Specifically, we found that a short exposure to IL-1β already elicited the expression of catabolic mediators typical of OA [Santibañez et al., 2011; Torzilli et al., 2011; Sanchez-Adams et al., 2014], whereas a supra-physiological loading did not induce a significant shift towards catabolism. This is not surprising, given the similar observations made by Madej et al. [2014], suggesting that a longer timeframe is required for supraphysiological loading models of OA induction.

We observed that ALK5 was significantly upregulated by both physiological (Fig. 5, n = 8 donors) and supra-physiological (Fig. 6, n = 4 donors) loading, reaching significance faster for the latter. Treatment with IL-1β also rapidly upregulates ALK5 (Fig. 6), suggesting potential Smad2/3 activation for all groups. Nevertheless, our analysis of Alk5-downstream anabolic genes shows that SMAD3 and ACAN are significantly upregulated only after physiological compression, but not in the other conditions (Fig. 6).

Remarkably, prior studies have noted that Alk5 is involved in both anabolism and at the onset of catabolic responses. In fact, Oladazimi et al. [2019] reported the overexpression of multiple genes, including ALK5, in an OA destabilization model in rats, and Alk5 kinase activity has been shown to be crucial to induce Smad1/5 signaling [Van Caam et al., 2017]. The latter is a driver of hypertrophic differentiation of chondrocytes and may promote cartilage degradation by increasing MMP13 expression [Wang et al., 2014], generally associated with cartilage hypertrophy [Eberli, 2011; Van Caam et al., 2016; Anderson and Johnstone, 2017]. Similarly, Mariani et al. [2014] described how BMP2 plays a role in matrix degradation in OA by stimulating the production of MMP13 via SMAD1/5/8 phosphorylation. The RT-PCR results from our IL-1β stimulated samples showed an increasing trend for MMP13 expression (p = 0.07, n = 4), a significant upregulation for both BMP2 and ALK5, but no changes in TGFB1 expression nor its downstream anabolic markers SMAD3, ACAN, COL2, PAI1. Taken together, these findings suggest the activation of the Smad1/5/8 to MMP13 signaling pathway and a rapid shift towards matrix degradation in the pro-inflammatory group. Downstream of BMP2 and Smad 1/5/8 is also the gene COL10, a hallmark of late-stage chondrocyte hypertrophy, for which we observed no change. This is not surprising as COL10 is a late-expression gene that was unlikely to be induced with such a short IL-1β treatment (or mechanical activation, for that matter) [Luo et al., 2017].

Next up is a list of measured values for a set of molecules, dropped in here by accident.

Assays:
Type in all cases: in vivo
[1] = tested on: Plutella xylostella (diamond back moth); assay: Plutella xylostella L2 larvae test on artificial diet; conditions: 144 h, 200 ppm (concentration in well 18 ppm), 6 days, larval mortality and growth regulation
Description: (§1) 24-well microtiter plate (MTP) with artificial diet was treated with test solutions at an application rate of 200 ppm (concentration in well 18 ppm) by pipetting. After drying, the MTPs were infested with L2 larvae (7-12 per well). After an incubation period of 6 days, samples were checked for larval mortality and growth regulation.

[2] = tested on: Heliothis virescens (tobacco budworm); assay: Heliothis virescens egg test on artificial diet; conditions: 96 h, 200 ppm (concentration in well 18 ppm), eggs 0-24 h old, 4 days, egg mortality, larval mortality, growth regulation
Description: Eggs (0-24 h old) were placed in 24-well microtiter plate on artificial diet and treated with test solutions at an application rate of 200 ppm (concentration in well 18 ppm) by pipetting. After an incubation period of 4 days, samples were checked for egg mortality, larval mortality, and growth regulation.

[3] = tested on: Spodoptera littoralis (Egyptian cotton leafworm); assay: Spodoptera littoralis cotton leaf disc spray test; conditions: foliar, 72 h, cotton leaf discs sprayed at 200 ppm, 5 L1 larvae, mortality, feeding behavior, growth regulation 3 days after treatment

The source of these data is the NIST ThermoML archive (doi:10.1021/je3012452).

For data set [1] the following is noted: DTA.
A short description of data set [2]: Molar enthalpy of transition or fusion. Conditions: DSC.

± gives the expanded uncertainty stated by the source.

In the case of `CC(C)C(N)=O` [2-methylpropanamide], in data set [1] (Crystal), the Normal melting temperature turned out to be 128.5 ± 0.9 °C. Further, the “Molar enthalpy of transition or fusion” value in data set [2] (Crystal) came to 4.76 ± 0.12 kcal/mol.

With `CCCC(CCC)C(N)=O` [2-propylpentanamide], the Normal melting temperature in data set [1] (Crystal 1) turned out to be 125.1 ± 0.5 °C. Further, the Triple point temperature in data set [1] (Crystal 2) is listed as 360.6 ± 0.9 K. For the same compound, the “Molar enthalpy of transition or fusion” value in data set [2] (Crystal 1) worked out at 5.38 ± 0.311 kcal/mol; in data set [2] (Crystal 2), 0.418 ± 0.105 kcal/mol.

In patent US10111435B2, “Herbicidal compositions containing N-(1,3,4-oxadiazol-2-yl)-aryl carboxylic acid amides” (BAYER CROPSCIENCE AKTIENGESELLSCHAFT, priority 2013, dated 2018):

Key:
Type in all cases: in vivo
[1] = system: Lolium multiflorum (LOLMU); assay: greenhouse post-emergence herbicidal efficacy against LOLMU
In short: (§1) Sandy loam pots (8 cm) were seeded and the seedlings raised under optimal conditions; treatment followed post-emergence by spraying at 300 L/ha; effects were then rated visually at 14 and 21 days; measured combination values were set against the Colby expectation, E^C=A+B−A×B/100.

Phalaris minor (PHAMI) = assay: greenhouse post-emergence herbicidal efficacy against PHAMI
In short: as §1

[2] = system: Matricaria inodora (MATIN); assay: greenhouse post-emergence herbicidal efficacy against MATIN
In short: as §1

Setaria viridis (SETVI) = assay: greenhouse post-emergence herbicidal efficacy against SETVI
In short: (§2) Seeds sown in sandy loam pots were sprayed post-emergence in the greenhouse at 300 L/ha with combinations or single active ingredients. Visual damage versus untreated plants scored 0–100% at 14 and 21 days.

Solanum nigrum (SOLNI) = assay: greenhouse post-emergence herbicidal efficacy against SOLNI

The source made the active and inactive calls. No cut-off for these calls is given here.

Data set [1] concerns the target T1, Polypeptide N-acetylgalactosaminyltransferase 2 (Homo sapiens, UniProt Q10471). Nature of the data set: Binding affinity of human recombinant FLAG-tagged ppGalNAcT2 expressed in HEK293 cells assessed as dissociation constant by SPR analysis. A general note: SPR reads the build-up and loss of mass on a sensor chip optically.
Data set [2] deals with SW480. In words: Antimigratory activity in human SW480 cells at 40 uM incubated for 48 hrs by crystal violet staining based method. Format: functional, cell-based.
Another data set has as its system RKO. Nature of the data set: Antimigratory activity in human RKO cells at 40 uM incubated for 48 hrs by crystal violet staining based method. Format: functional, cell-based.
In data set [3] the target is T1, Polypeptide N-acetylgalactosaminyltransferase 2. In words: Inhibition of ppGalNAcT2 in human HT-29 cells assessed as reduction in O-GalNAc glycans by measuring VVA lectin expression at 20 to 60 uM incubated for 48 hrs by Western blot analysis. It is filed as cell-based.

Our data show that neither physiological nor supra-physiological compression activates MMP13 expression, which suggests that chondrocytes may respond to different levels of dynamic loading without being affected to assume a hypertrophic phenotype, at least in the early response time frame. Similar findings were reported by Patwari et al. [2003], who studied the effects of short-term, injurious mechanical compression in cartilage explants. They applied a ramp to 50% strain at a 1-Hz rate, followed by release, and observed no change in MMP13 in the first 24 h, evidencing how overloading alone did not activate matrix degradation in the short term, unless IL-1β was also present [Patwari et al., 2003]. However, the absence of degradative factors in cartilage injury models that use supra-physiological mechanical activation, such as ours and Patwari’s, might be somewhat surprising.